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The Real Reasons Superman Will Never Have A Good Game

For being one of the world's most popular superheroes, and one you definitely want on your side in a bar fight, it's shocking how badly Superman fares in the video game world. Despite decades of attempts, building a truly good game around the Man of Steel has proven a more difficult feat than pronouncing "Mxyzptlk" without help. But why is that? What is it about Clark Kent that makes quality gaming his Kryptonite? Let's investigate.


He's invincible, and that's boring

With most video games, there are stakes. You wander around, fight bad guys, and if you take enough damage, you're defeated. Most Superman games do that too, and there lies the problem. Superman, more than any other superhero, simply doesn't take damage. Unless exposed to Kryptonite, he's nearly invincible, which doesn't translate to a fun, challenging game experience.


Game developers know this, so in most every Superman game, he suddenly has a health bar. Get hit enough, and you either die or lose your powers. In short, the most powerful hero ever becomes just another guy walking around in blue pajamas. And it's not just Kryptonite that can harm him: it's basically anything. Would you find a game appealing where Kal-El, the immortal alien with god-like powers, gets sent to an early grave by a common street thug punching him too much? If you said yes, quit lying.

For an authentic Superman experience, he would have to be impossible to hurt or kill, unless the bad guy's wielding a glowing green rock. In addition, a truly authentic Superman game would sport dozens of superpowers, all of which can be used at virtually any time. There would be no real limits, aside from Superman's own conscience, which doesn't often come into play when fighting the forces of evil. God Mode's a fun cheat in otherwise-challenging games, but when the entire thing is God Mode, few are going to even bother.


His rogues' gallery is surprisingly unmemorable

Part of the reason most Batman games have been so well-received over the years is the Dark Knight's villains are unquestionably legendary. Even casual Bat-heads know of the Joker, Penguin, Catwoman, and the Riddler, just to name a few. Superman's enemies, on the other hand, just aren't as memorable, which means the games starring them aren't memorable either.


Obviously, everyone knows of Lex Luthor, Supes' arch-enemy. Most casual fans have heard of Doomsday — thanks to the "Death of Superman" comic arc where Superman didn't die — and General Zod. Outside of that, however, you need to be pretty into the Superman mythos to recognize and appreciate his rogues' gallery. Names like Brainiac, Bizarro, Atomic Skull, or Toyman simply won't resonate with gamers the way other baddies do. And if gamers outside of hardcore Superman fandom don't know who these bad guys are, why should they have any reason to plunk down $60 to fight them?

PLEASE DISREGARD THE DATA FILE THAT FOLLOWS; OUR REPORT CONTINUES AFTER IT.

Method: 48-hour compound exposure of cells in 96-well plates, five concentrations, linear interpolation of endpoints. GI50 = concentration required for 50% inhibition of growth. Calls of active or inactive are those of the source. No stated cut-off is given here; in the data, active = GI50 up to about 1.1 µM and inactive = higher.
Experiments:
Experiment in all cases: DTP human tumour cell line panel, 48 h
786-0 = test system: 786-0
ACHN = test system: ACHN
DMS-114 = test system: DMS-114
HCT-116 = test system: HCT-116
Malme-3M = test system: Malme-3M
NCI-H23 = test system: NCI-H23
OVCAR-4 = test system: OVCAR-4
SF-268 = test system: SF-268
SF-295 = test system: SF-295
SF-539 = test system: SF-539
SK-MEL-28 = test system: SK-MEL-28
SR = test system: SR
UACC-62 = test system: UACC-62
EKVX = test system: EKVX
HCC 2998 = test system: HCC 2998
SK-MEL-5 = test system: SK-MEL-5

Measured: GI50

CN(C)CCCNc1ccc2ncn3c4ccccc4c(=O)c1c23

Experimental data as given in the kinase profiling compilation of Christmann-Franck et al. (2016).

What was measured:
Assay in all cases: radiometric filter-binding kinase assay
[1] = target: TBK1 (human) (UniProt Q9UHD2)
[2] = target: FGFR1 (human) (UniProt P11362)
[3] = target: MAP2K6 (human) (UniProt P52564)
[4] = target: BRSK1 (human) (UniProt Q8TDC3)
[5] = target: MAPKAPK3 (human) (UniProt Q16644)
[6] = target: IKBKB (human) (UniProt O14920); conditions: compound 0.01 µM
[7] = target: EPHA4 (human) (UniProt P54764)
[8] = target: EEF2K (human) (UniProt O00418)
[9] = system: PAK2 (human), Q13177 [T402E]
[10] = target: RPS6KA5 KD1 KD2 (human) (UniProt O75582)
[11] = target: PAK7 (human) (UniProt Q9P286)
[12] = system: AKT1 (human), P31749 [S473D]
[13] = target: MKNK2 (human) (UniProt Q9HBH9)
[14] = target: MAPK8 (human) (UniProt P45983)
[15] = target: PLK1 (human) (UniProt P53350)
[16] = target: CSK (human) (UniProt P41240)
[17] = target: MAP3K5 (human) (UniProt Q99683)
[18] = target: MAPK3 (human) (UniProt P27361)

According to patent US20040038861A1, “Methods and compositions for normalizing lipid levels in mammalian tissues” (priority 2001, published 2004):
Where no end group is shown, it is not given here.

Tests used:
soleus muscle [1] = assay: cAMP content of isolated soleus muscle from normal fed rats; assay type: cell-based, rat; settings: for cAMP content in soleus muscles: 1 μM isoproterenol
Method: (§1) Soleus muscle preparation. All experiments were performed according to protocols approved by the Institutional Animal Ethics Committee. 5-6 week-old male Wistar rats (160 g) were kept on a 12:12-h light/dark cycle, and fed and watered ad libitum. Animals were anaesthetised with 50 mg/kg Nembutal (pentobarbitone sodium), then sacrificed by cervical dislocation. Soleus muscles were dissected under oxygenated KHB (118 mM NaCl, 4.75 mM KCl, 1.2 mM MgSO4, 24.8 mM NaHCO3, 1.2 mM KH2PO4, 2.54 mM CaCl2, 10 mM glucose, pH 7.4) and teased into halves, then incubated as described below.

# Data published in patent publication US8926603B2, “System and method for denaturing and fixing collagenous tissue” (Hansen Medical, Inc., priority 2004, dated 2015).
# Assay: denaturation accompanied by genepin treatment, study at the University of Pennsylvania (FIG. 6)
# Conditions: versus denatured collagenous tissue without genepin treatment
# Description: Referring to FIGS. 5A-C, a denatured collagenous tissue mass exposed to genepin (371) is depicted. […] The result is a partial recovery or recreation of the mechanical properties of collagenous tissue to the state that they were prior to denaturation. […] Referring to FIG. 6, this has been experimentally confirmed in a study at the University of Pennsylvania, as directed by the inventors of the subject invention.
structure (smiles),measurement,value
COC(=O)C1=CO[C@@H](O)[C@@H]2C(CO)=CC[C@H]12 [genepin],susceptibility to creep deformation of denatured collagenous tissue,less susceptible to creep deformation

A game full of obscure villains could work, but a lot of effort would need to go into the storyline. The writers would need to spend extra time introducing these characters, along with their motivations and your reason for fighting them. It's not enough to tell the typical gamer, "Here's Gog, go punch him" the way you could tell them to punch Two-Face or Mister Freeze.


The last few Superman games were super-terrible

No franchise bats a thousand; the more games a popular character gets, the more likely a few of them will be clunkers. (Isn't that right, Batman Beyond: Return of the Joker?) That said, Superman-centered games have an especially terrible batting average, with two of them so irrevocably putrid, they may have tainted Superman's video game name for good.


In 1999, Superman celebrated 20 years of bad games by starring in Superman: The New Adventures, though it's better known as Superman 64, one of the most infamously awful games in history. Despite a semi-decent attempt to get around the whole invincibility thing (by trapping Superman in a virtual-reality world laced with Kryptonite fog) its boring, repetitive gameplay, combined with ugly graphics and a lack of backgrounds, scream "incomplete game," making for a traumatic gaming experience few fans have recovered from to this day.

Then, in 2006, came Superman Returns, an open-world game loosely based on the Brandon Routh-starring movie. This was the rare game where Superman was actually invincible; you lost if you caused or allowed too much destruction to come to Metropolis. That all sounds great, but the game itself was terrible, featuring substandard graphics, awful controls, repetitive gameplay, and a main quest that featured a tornado as the final boss. It wasn't even a sharknado, just a regular tornado. Over ten years later, Superman has not starred in another video game. Apparently, you only get two super-strikeouts before you're ejected from the video game ballpark.


Superman's ground-game is almost always dull

To get around, Superman can fly or he can walk. And whenever a game puts him on the ground and makes him walk, its entertainment value drops significantly. To put it simply, a walking Superman is a boring one.